Sebaceous carcinoma: evidence-based clinical practice guidelines
Owen JL, Kibbi N, Worley B, Kelm RC, Wang JV, Barker CA, Behshad R, Bichakjian CK, Bolotin D, Bordeaux JS, Bradshaw SH, Cartee TV, Chandra S, Cho NL, Choi JN, Council ML, Demirci H, Eisen DB, Esmaeli B, Golda N, Huang CC, Ibrahim SF, Jiang SB, Kim J, Kuzel TM, Lai SY, Lawrence N, Lee EH, Leitenberger JJ, Maher IA, Mann MW, Minkis K, Mittal BB, Nehal KS, Neuhaus IM, Ozog DM, Petersen B, Rotemberg V, Samant S, Samie FH, Servaes S, Shields CL, Shin TM, Sobanko JF, Somani AK, Stebbins WG, Thomas JR, Thomas VD, Tse DT, Waldman AH, Wong MK, Xu YG, Yu SS, Zeitouni NC, Ramsay T, Reynolds KA, Poon E, and Alam M. Sebaceous carcinoma: evidence-based clinical practice guidelines. Lancet Oncol 2019; 20(12):e699-e714.
The lancet oncology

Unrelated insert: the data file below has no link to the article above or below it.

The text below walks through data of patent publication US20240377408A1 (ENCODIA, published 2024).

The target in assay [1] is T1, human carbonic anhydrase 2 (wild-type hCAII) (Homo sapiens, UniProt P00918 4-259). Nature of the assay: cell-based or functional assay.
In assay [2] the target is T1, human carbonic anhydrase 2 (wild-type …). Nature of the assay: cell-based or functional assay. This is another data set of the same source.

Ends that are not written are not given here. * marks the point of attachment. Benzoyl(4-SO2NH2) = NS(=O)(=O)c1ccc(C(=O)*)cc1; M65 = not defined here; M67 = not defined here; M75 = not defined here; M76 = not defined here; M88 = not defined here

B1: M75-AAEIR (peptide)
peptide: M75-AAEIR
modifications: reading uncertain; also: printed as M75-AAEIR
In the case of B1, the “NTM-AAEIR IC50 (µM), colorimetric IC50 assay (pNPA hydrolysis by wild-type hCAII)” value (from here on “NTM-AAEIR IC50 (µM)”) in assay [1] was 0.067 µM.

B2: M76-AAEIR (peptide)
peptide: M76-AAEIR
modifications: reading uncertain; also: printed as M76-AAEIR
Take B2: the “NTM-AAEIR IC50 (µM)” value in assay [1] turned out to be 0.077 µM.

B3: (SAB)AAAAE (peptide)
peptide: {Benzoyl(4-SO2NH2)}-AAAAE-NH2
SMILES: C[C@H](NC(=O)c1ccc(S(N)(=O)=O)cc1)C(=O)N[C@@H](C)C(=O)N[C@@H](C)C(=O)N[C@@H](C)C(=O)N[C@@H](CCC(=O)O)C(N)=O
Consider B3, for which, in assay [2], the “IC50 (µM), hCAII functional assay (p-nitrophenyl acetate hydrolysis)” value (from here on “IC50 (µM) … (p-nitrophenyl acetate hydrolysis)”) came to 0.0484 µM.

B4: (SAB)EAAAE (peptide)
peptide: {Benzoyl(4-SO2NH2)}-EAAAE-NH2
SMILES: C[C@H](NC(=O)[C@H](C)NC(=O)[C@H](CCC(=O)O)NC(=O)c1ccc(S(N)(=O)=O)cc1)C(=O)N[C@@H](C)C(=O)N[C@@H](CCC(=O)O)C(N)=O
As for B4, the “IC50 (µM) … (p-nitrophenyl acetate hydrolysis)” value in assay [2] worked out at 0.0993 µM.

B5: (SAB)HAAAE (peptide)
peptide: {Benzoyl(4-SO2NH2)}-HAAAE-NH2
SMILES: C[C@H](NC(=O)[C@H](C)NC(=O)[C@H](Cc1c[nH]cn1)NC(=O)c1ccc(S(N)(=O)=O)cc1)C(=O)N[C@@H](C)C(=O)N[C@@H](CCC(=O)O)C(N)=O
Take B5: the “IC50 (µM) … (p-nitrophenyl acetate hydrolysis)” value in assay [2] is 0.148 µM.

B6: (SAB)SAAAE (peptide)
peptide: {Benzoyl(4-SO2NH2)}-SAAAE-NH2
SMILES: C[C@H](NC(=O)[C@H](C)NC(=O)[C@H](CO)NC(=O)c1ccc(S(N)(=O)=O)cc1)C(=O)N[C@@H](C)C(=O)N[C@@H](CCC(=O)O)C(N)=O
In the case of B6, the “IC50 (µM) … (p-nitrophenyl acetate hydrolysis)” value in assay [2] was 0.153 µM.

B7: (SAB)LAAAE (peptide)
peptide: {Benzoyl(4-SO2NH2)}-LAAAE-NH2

Sebaceous carcinoma usually occurs in adults older than 60 years, on the eyelid, head and neck, and trunk. In this Review, we present clinical care recommendations for sebaceous carcinoma, which were developed as a result of an expert panel evaluation of the findings of a systematic review. Key conclusions were drawn and recommendations made for diagnosis, first-line treatment, radiotherapy, and post-treatment care. For diagnosis, we concluded that deep biopsy is often required; furthermore, differential diagnoses that mimic the condition can be excluded with special histological stains. For treatment, the recommended first-line therapy is surgical removal, followed by margin assessment of the peripheral and deep tissue edges; conjunctival mapping biopsies can facilitate surgical planning. Radiotherapy can be considered for cases with nerve or lymph node involvement, and as the primary treatment in patients who are ineligible for surgery. Post-treatment clinical examination should occur every 6 months for at least 3 years. No specific systemic therapies for advanced disease can be recommended, but targeted therapies and immunotherapies are being developed.